Vivendi’s Bolloré raises the stakes in fight over Universal Music

April 2, 2015, 8:55 AM UTC
French Billionaire Vincent Bollore Attends Autolib Car-sharing News Conference
Vincent Bollore, billionaire and chairman of the Bollore Group, looks on during an Autolib car-sharing scheme news conference in Paris, France, on Wednesday, Jan. 28, 2015. Autolib now offers 900 charging stations and 2,900 Bluecars in the French capital, and the Renault-Nissan alliance started a car-sharing joint venture with Bollore in September after disappointing electric vehicle sales. Photographer: Marlene Awaad/Bloomberg via Getty Images
Photograph by Marlene Awaad — Bloomberg via Getty Images

Vincent Bolloré’s plans for French media group Vivendi SA (VIVEF) may not please everyone, but he at least seems prepared to back them up with his own money.

Bolloré’s holding company said Thursday it had raised its stake in the French media group to over 12%, strengthening the chairman’s hand as he prepares to fight a shareholder revolt led by U.S. investor Peter Schoenfeld at a general meeting on April 17.

Schoenfeld’s asset management company PSAM, which holds nearly 1% of Vivendi, wants the company to do two things: first, to pay out to shareholders €9 billion in excess cash currently sitting on the balance sheet, the proceeds of a string of asset disposals in the last two years; and the separation of the group’s two remaining assets, Universal Music Group and movie and TV holding Canal+.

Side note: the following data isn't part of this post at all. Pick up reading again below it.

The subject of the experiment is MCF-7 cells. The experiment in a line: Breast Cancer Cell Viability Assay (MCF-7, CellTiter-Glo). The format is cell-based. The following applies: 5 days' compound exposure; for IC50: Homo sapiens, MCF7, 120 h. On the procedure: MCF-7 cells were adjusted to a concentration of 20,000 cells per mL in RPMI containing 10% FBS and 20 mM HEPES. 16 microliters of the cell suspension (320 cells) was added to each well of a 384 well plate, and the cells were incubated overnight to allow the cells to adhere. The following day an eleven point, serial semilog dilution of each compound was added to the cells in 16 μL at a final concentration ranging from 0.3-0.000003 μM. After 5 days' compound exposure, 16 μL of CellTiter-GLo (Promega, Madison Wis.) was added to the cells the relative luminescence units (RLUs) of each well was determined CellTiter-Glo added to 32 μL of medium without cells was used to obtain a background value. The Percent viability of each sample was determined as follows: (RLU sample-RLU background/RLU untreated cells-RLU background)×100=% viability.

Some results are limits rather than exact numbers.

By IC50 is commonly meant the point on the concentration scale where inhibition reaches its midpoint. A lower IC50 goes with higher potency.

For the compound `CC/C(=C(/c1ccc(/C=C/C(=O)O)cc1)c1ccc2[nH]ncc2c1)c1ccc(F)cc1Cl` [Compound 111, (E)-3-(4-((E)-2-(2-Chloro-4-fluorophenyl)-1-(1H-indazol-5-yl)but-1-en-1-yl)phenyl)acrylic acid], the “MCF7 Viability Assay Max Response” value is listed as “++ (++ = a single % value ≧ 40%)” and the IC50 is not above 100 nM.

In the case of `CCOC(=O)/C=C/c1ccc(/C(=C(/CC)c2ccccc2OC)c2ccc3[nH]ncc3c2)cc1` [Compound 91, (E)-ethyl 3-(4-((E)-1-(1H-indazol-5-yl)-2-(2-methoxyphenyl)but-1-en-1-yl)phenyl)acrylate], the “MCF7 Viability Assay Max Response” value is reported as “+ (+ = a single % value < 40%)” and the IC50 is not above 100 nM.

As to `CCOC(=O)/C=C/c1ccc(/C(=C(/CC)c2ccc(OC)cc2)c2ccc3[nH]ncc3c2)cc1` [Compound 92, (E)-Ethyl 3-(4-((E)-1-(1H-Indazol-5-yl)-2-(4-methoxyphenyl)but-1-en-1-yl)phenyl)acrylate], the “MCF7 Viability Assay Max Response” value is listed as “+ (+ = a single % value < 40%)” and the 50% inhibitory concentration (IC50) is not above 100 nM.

Bolloré’s strategy for the company is for a slower return of cash to shareholders (€5.7 billion over three years), along with selective acquisitions that fit a new strategy which is still to be clearly defined. That lack of clarity has frustrated some shareholders.

“We have been disappointed with management’s lack of willingness to engage with PSAM as well as the pace of progress at Vivendi as it pertains to capital distribution and value creation,” Schoenfeld said in a letter to the company last week. He complained to the French daily Les Echos that numerous meetings with

Thursday’s announcement implies that Bolloré has spent some €1.2 billion ($1.3 billion) on Vivendi’s stock in the last week alone, driving its price to within 10% of the range that PSAM properly reflects what the company is worth.